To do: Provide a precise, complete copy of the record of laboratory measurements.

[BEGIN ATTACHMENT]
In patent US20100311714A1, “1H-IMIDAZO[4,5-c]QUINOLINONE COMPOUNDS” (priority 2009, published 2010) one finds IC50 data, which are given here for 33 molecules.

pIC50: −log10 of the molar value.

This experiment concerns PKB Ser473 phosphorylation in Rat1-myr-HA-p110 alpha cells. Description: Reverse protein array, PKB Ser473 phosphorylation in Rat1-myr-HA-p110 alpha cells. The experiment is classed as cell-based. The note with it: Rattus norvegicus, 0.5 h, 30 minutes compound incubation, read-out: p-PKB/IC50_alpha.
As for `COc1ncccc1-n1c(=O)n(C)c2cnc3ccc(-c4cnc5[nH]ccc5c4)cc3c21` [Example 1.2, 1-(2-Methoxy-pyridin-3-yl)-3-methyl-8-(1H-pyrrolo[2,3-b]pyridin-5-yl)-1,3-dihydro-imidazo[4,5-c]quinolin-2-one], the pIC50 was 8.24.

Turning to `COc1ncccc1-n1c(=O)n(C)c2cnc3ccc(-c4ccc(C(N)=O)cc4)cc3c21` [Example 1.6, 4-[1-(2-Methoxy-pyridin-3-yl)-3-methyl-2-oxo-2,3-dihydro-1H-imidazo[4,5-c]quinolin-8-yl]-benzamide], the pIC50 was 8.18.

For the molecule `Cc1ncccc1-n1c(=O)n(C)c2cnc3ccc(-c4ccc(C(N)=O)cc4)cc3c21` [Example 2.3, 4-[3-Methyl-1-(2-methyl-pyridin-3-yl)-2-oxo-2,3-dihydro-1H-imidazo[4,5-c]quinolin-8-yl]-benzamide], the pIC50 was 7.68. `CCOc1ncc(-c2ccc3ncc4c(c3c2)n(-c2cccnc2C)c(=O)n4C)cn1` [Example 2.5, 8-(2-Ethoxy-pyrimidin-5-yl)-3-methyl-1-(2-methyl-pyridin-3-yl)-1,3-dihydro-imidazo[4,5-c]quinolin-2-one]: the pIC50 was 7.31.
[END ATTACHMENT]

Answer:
In patent US20100311714A1, “1H-IMIDAZO[4,5-c]QUINOLINONE COMPOUNDS” (priority 2009, published 2010) one finds IC50 data, which are given here for 33 molecules.

pIC50: −log10 of the molar value.

This experiment concerns PKB Ser473 phosphorylation in Rat1-myr-HA-p110 alpha cells. Description: Reverse protein array, PKB Ser473 phosphorylation in Rat1-myr-HA-p110 alpha cells. The experiment is classed as cell-based. The note with it: Rattus norvegicus, 0.5 h, 30 minutes compound incubation, read-out: p-PKB/IC50_alpha.
As for `COc1ncccc1-n1c(=O)n(C)c2cnc3ccc(-c4cnc5[nH]ccc5c4)cc3c21` [Example 1.2, 1-(2-Methoxy-pyridin-3-yl)-3-methyl-8-(1H-pyrrolo[2,3-b]pyridin-5-yl)-1,3-dihydro-imidazo[4,5-c]quinolin-2-one], the pIC50 was 8.24.

Turning to `COc1ncccc1-n1c(=O)n(C)c2cnc3ccc(-c4ccc(C(N)=O)cc4)cc3c21` [Example 1.6, 4-[1-(2-Methoxy-pyridin-3-yl)-3-methyl-2-oxo-2,3-dihydro-1H-imidazo[4,5-c]quinolin-8-yl]-benzamide], the pIC50 was 8.18.

For the molecule `Cc1ncccc1-n1c(=O)n(C)c2cnc3ccc(-c4ccc(C(N)=O)cc4)cc3c21` [Example 2.3, 4-[3-Methyl-1-(2-methyl-pyridin-3-yl)-2-oxo-2,3-dihydro-1H-imidazo[4,5-c]quinolin-8-yl]-benzamide], the pIC50 was 7.68. `CCOc1ncc(-c2ccc3ncc4c(c3c2)n(-c2cccnc2C)c(=O)n4C)cn1` [Example 2.5, 8-(2-Ethoxy-pyrimidin-5-yl)-3-methyl-1-(2-methyl-pyridin-3-yl)-1,3-dihydro-imidazo[4,5-c]quinolin-2-one]: the pIC50 was 7.31.